the river below.

 

Then, suddenly this journey into an alternate universe was over.  We welcomed the first houses that appeared and celebrated escaping alive.  Maybe I’m being overly melodramatic, but I don’t think so!  Soon, the junk big box architecture that is too prevalent outside of most cities took over our visual field.  We’ve lost so much of the natural world.

The sacred place of Koyasan was meant to celebrate nature, as is Shintoism. I am grateful we got to participate in the celebration, somber as it could be at times.

Life is precarious and glorious.

MOVE OVER!!

Setting. Somewhere along the coast of the Kii Penninsula, Japan. Mid- Autumn, early afternoon. Narrow road. Driver, operating a car on the “wrong” side of what he’s accustomed to, has strong tendency to drift to the left towards perilous drainage ditch.  No road shoulders.  Passenger and driver both displaying symptoms of anxiety.

The beautiful coast of the Kii Penninsula

Prologue

“Move over.”  she

Move Over!  she

Move Over!! she

“What part of Move Over Don’t you understand?”  she, shouting now.

“Shut up, Bess.”he (Note:  Bess was my mother.) The even tone of his voice told his wife he’d been planning this response.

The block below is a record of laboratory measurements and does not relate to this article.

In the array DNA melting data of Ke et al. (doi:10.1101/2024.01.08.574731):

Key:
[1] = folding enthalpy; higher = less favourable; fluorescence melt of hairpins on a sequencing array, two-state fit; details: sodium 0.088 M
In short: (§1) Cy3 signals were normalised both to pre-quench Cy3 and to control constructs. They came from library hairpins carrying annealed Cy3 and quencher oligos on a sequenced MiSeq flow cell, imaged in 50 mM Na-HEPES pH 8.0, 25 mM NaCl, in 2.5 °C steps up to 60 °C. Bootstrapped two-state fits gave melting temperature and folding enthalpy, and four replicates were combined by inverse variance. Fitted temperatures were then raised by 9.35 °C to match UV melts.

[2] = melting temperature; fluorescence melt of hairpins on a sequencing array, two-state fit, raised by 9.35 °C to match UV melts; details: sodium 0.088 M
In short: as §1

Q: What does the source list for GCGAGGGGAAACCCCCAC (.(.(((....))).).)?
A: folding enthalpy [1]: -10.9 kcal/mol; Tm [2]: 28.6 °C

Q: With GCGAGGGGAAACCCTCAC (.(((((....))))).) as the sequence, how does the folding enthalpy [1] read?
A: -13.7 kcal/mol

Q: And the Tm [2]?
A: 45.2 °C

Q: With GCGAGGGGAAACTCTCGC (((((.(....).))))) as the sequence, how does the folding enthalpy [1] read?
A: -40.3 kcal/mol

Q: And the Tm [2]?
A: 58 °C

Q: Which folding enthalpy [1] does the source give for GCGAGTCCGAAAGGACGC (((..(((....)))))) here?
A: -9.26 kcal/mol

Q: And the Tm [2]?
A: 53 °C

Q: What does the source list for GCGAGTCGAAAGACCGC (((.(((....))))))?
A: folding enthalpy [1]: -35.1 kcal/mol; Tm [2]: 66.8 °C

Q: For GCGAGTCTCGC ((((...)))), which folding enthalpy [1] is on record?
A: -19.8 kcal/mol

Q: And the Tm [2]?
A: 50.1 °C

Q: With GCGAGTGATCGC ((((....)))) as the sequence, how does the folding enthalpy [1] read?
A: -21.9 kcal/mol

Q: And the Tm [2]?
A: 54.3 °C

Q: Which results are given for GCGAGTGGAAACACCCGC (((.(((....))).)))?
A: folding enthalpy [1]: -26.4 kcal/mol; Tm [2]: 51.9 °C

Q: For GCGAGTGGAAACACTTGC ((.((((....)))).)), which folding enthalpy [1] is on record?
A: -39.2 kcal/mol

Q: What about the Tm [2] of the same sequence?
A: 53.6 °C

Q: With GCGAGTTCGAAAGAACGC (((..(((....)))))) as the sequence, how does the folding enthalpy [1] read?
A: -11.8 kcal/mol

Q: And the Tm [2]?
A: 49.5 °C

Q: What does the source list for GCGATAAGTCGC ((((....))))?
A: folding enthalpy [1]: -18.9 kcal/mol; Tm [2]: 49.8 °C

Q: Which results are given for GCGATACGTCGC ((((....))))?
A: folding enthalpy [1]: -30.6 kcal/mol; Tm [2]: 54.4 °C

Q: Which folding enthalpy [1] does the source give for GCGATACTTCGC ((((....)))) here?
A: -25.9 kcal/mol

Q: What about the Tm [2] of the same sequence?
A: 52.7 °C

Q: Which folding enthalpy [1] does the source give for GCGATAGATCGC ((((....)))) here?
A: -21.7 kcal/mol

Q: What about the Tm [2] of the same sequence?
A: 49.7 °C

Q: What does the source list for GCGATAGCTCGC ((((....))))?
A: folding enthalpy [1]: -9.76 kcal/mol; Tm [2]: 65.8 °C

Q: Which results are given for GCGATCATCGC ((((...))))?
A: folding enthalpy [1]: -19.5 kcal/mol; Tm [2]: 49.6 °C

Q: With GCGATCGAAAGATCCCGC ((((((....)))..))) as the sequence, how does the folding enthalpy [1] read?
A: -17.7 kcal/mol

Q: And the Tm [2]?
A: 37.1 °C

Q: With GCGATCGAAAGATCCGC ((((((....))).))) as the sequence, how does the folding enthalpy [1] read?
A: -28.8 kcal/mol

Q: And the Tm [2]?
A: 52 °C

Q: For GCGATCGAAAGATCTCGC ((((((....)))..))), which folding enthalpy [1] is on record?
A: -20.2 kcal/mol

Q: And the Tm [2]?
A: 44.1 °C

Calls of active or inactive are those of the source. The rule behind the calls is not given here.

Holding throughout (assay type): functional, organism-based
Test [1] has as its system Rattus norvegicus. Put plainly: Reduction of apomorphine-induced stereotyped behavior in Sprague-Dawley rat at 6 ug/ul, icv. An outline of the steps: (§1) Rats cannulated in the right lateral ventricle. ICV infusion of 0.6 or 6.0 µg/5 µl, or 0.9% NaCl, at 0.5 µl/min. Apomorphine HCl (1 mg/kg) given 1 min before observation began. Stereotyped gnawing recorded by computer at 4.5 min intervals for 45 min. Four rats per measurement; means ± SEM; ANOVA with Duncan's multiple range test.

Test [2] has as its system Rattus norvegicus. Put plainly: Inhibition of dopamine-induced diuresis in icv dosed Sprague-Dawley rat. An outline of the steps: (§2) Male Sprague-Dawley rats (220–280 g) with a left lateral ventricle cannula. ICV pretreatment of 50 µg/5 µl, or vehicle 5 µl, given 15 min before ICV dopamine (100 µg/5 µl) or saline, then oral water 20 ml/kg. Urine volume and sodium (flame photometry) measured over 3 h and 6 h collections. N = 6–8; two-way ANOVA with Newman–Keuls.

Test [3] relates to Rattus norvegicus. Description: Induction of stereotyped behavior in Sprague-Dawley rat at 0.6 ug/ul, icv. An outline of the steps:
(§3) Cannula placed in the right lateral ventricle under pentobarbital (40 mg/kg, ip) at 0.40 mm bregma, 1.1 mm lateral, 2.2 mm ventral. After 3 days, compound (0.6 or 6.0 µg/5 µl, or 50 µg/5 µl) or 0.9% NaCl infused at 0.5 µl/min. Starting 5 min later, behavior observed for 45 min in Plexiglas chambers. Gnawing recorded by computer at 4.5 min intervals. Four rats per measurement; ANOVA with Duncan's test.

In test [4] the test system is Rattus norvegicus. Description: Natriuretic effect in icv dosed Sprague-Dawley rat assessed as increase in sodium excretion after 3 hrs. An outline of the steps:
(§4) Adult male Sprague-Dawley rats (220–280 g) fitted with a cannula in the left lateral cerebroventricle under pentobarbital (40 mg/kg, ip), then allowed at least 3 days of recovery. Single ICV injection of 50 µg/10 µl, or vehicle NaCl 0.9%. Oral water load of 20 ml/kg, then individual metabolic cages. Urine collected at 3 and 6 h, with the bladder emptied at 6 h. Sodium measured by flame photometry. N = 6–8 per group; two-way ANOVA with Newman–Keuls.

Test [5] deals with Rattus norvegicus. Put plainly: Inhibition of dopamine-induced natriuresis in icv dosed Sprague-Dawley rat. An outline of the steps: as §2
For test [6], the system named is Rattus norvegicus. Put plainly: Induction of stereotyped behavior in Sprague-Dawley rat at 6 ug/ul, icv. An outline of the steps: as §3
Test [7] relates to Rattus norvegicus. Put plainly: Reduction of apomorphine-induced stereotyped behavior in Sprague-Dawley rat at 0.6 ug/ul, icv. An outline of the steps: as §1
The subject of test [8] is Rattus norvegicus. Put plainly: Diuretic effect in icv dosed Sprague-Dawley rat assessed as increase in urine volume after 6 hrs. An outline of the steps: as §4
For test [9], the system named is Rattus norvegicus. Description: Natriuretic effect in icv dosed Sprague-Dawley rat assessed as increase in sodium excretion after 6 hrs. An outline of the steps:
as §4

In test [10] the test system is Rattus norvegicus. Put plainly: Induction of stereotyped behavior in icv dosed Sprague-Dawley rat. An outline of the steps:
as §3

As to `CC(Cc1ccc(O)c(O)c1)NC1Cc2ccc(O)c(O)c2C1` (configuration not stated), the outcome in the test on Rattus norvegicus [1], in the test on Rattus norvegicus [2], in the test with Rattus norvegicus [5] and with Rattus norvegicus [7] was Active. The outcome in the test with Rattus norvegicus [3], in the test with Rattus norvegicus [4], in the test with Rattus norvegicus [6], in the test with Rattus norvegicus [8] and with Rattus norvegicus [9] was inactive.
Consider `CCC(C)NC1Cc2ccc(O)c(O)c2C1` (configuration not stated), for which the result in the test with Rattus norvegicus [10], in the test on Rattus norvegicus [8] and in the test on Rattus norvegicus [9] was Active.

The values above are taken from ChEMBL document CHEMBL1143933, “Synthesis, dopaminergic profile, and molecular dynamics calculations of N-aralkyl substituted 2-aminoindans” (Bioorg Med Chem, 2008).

Half hour later…

Mo..! she



Loud Bang!!!! left front tire

Dead flat tire after car hits rock on side of the road

Epilogue.  Driver knew very well how to change a tire.  Passenger, not so much.  Problem encountered when trying to figure out where to place the jack under the car.  Eventually asked the next driver to pass by for help. New, temporary tire made it possible to return to “city” in opposite direction of day’s destination, in order to purchase full sized tire.

IMG_2483
Our hero. Note body language.

 

Aging Gracefully Off the Beaten Path

Since I learned to drive, I’ve always had the urge to explore places off the beaten path.  I love to follow an unknown road deep into the countryside.  The same impulse still resides in me today.  Yesterday, it took me and my husband on a wonderful detour just on the city’s edge.